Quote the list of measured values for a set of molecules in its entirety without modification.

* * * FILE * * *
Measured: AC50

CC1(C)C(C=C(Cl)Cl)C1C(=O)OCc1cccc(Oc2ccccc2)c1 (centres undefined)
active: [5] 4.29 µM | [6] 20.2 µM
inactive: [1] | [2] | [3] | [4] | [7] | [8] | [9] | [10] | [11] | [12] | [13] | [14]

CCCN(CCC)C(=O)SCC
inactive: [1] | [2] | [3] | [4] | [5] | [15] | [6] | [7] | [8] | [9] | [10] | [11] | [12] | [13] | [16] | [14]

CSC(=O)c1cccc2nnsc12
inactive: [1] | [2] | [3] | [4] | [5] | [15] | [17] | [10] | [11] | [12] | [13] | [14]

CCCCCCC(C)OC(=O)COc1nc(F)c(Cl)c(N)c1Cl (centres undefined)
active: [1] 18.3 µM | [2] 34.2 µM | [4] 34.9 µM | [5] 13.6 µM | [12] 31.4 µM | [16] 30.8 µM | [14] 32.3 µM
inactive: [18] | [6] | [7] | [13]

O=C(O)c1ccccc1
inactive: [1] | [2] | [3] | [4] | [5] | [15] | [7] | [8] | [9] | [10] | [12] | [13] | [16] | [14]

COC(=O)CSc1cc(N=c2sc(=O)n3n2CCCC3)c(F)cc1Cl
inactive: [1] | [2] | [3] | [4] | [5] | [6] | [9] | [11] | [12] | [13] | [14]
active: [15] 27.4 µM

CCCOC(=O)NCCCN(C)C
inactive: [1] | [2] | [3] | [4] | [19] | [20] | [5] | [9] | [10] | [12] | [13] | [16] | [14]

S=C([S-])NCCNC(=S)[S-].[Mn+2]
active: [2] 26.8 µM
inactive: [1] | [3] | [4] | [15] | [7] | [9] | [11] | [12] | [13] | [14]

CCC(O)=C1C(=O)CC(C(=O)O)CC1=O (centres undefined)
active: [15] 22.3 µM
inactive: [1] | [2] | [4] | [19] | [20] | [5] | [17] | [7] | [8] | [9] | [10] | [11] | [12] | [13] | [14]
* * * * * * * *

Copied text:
Measured: AC50

CC1(C)C(C=C(Cl)Cl)C1C(=O)OCc1cccc(Oc2ccccc2)c1 (centres undefined)
active: [5] 4.29 µM | [6] 20.2 µM
inactive: [1] | [2] | [3] | [4] | [7] | [8] | [9] | [10] | [11] | [12] | [13] | [14]

CCCN(CCC)C(=O)SCC
inactive: [1] | [2] | [3] | [4] | [5] | [15] | [6] | [7] | [8] | [9] | [10] | [11] | [12] | [13] | [16] | [14]

CSC(=O)c1cccc2nnsc12
inactive: [1] | [2] | [3] | [4] | [5] | [15] | [17] | [10] | [11] | [12] | [13] | [14]

CCCCCCC(C)OC(=O)COc1nc(F)c(Cl)c(N)c1Cl (centres undefined)
active: [1] 18.3 µM | [2] 34.2 µM | [4] 34.9 µM | [5] 13.6 µM | [12] 31.4 µM | [16] 30.8 µM | [14] 32.3 µM
inactive: [18] | [6] | [7] | [13]

O=C(O)c1ccccc1
inactive: [1] | [2] | [3] | [4] | [5] | [15] | [7] | [8] | [9] | [10] | [12] | [13] | [16] | [14]

COC(=O)CSc1cc(N=c2sc(=O)n3n2CCCC3)c(F)cc1Cl
inactive: [1] | [2] | [3] | [4] | [5] | [6] | [9] | [11] | [12] | [13] | [14]
active: [15] 27.4 µM

CCCOC(=O)NCCCN(C)C
inactive: [1] | [2] | [3] | [4] | [19] | [20] | [5] | [9] | [10] | [12] | [13] | [16] | [14]

S=C([S-])NCCNC(=S)[S-].[Mn+2]
active: [2] 26.8 µM
inactive: [1] | [3] | [4] | [15] | [7] | [9] | [11] | [12] | [13] | [14]

CCC(O)=C1C(=O)CC(C(=O)O)CC1=O (centres undefined)
active: [15] 22.3 µM
inactive: [1] | [2] | [4] | [19] | [20] | [5] | [17] | [7] | [8] | [9] | [10] | [11] | [12] | [13] | [14]